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Public Pension discussion continues; actuarial consultant says systems needs another $214 million

By Tom Latek
Kentucky Today

The Public Pension Oversight Board heard from the Kentucky Retirement Systems and their actuarial consultant on recommendations for changes in the factors used to determine how much state funding will be needed for the state’s public pension systems over the next two years.

Danny White with GRS Retiring Consultants, said Monday retirees are living longer, so the mortality rate needs to be adjusted accordingly. 

David Eager, executive director of Kentucky Retirement Systems, and Danny White, with GRS Retirement Consulting, speak to the Public Pension Oversight Board on Monday. (Kentucky Today/Tom Latek)

He noted that there have been reports of life expectancy dropping nationwide of people age 30 to 55, due to obesity and the opioid crisis. However, “Once you get to retirement, that’s when your life expectancy is expected to improve. There’s a lot of talk about pharmacy and drug benefits, which do wonders in extending life expectancy.”

White also said from experience in several states they deal with, the life expectancy for state employees is higher than the general population of those states, so he recommended raising the number of years a male retiree will live to collect benefits from 19 to 21 years, and for women from 22 to 24 years, which will cost more to the retirement systems.

Another factor in developing the actuarial assumptions for needed funding for the public pension systems according to White, is that the rate of turnover should be lowered in the County Employees Retirement System for hazardous duty personnel should be lowered, as once they have been on the job a few years tend to remain. Some may leave one department for another, but they remain in the system.

White said due to their recommendations, another $214 million needs to be put into the retirement systems, which has been adopted by the KRS, and which they will request from the General Assembly during next year’s budget requests. That brings the total recommendation to $2.3 billion.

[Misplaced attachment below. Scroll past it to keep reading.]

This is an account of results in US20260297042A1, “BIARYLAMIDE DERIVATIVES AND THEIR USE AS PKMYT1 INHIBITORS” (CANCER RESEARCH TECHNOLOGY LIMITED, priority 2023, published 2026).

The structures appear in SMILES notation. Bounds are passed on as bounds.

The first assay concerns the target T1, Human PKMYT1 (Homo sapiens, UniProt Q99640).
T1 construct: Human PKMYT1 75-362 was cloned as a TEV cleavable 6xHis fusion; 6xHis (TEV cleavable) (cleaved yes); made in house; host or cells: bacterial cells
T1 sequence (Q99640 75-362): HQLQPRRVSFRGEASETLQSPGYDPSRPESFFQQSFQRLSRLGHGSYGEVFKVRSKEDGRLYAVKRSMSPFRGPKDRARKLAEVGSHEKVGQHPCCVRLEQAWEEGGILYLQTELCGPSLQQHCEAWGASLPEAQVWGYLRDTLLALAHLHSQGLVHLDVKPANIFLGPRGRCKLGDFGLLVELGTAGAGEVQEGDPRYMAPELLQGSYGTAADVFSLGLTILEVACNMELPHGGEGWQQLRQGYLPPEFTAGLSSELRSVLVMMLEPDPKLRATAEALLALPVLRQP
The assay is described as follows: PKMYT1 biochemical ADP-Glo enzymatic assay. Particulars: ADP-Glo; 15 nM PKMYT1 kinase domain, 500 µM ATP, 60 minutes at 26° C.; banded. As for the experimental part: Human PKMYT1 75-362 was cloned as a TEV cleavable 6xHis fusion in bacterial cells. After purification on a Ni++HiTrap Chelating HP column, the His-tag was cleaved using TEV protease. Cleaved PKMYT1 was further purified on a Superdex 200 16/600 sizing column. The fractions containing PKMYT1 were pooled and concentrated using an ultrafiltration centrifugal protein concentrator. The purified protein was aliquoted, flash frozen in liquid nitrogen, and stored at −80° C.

Gov. Matt Bevin, when he vetoed the pension bill passed by lawmakers this year, said he would call a special session of the General Assembly by July 1, the start of the state’s new fiscal year, to address the issue.

Sen. Jimmy Higdon, R-Lebanon, a co-chair of the PPOB, said he and fellow lawmakers are still waiting to hear when that session will be called.

“The governor will prepare the bill that we’re to vote on,” Higdon said, “and what’s most important is that all parties are in agreement, or that the votes are there, to pass the legislation he introduces.  We can adjourn, but only the Governor can call us back.”

When asked by reporters if there are any talks in progress, Higdon said, “To my knowledge, the only talks going on are with the governor and his people.  I don’t know of anybody in the General Assembly that has been involved in the talks.”

He also indicated it could be an easy five-day process.  

“The changes are very simple that he wants to make, so I don’t think there’s a lot of discussion that needs to take place, if I read his veto message correctly.”

One of the reasons Bevin gave for the veto was that benefits to retirees would stop, if the quasi-governmental agencies that are part of the system, such as health departments, are delinquent in payments.

“That same language applies to the County Employees Retirement system,” Higdon said.  “Quasi-governmental agencies can file for bankruptcy but counties cannot.  Cities can, but counties can’t.” 

He said he’s unsure if lawmakers would be called back to Frankfort before July 1.  

“Again, that’s the governor’s call.  He knows the urgency of making sure these quasi organizations have relief by that date. Because on that date, their pension costs will nearly double. Any employer that makes contributions to their employees’ retirement system will say that kind of rate is unsustainable.”

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One Comment

  1. Christopher Tobe says:

    While adjusting age assumptions on the surface sounds responsible it is not. It is only responsible if the legislature agrees to fully fund the related increase. In this case it is an unfunded mandate which hurts the agencies involved forcing headcount reduction which then hurts the pensions down the road.

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